SKODA test mules: The art of camouflage
Florian Weymar, Head of Total Vehicle Development at ŠKODA, explains: “In addition to the actual purpose of making a car unrecognisable, the rules and regulations governing the use of vehicles on public roads must of course be observed as well. That is why each prototype will have functioning indicators and brake lights and the complete set of sensors, regardless of the means used to camouflage or disguise its design. The work to be done by the test drivers and engineers during each journey is another consideration. Thus, in general, the air intakes must not be interfered with and the interior air vents must not be covered. This ensures that the measurement results provide a good indication of the data for the actual production vehicle. In the interior, it is crucial that the driver is able to view the instruments and have access to key control elements at any time.”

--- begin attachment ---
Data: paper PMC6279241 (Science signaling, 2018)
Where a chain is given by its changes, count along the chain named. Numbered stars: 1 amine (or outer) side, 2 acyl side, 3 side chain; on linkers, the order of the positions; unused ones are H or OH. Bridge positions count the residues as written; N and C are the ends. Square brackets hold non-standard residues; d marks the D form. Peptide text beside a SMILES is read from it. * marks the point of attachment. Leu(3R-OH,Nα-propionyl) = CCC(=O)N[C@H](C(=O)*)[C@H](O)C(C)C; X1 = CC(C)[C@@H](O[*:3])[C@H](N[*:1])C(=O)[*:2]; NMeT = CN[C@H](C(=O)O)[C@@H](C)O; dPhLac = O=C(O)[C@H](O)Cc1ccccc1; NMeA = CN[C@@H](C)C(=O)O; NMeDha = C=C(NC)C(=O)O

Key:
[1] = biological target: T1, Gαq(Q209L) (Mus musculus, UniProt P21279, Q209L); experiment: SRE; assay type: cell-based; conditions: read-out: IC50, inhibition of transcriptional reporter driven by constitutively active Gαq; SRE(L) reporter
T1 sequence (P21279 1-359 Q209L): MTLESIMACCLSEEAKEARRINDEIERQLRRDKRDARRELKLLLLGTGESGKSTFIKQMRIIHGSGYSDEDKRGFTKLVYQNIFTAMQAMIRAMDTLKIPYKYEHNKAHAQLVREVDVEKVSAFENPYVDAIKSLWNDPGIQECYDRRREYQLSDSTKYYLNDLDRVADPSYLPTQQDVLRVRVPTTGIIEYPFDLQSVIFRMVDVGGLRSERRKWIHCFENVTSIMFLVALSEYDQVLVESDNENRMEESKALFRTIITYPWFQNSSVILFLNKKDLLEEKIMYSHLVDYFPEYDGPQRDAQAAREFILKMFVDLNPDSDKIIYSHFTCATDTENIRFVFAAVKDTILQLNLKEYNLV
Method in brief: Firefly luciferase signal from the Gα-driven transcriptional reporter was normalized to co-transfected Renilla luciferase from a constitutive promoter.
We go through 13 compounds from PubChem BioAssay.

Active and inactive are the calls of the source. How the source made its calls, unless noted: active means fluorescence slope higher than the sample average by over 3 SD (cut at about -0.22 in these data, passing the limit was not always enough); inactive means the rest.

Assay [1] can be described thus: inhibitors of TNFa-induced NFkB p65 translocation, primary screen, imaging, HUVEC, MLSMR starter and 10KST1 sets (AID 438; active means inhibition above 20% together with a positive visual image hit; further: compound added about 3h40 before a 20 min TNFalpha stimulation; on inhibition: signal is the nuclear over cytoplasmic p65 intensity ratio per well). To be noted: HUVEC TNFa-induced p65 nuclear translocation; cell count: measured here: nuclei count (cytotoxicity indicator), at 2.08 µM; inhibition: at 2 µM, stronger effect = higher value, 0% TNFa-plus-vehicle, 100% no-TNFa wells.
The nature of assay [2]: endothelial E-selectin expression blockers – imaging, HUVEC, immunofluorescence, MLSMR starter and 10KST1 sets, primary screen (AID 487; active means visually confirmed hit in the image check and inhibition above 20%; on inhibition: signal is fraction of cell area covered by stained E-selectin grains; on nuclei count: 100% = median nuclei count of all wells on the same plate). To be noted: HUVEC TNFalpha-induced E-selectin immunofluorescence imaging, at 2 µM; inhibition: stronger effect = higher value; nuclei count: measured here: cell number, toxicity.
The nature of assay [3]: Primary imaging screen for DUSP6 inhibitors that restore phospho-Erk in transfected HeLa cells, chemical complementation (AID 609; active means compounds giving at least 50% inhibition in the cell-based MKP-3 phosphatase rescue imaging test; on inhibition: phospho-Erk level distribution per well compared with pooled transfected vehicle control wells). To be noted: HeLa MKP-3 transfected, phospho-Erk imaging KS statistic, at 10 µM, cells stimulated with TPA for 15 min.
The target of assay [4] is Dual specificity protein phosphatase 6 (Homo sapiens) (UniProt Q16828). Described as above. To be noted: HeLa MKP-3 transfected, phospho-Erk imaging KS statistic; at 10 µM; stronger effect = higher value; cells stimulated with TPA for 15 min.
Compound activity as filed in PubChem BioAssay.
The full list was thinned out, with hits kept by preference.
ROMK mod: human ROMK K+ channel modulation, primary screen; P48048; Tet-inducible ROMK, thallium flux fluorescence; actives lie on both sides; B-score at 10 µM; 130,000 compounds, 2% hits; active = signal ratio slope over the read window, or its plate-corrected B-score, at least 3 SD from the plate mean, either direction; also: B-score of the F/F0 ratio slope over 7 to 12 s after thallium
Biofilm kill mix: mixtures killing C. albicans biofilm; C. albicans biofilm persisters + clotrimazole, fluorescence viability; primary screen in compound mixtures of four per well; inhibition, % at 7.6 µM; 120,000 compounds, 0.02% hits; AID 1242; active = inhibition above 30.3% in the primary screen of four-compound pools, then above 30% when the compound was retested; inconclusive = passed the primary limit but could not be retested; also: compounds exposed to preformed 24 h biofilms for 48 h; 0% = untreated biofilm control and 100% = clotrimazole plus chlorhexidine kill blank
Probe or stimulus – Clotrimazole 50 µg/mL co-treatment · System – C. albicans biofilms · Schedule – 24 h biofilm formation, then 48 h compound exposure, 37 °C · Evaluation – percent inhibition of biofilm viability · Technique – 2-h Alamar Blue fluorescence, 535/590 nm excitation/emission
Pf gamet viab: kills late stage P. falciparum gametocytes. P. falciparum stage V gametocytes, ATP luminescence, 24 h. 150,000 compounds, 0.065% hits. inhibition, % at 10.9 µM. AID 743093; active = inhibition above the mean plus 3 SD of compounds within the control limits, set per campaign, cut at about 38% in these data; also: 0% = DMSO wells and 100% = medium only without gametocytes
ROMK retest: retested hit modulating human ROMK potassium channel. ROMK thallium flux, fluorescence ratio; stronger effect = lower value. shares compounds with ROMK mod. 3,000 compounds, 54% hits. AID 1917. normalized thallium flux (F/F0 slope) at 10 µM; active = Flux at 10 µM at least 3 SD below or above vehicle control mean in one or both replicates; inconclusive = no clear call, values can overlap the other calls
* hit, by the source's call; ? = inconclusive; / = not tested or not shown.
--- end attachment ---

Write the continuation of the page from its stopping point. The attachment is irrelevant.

To protect prototypes from the prying eyes of journalists, photographers and competitors, the cars are carefully camouflaged. Camouflage patterns are also used to conceal body contours and outlines, and even the side windows are partially wrapped to conceal the design of the window line.
ŠKODA uses these meticulous, comprehensive camouflage techniques until it’s time for the official presentation of a new model, keeping customers and industry media representatives in suspense to the very end.
Camouflage: from test mule to work of art At ŠKODA, camouflage artists are responsible for designing and developing the camo wraps. Applying a finished camouflage wrap to a car by hand takes several hours.
May 25, 2020 at 17:40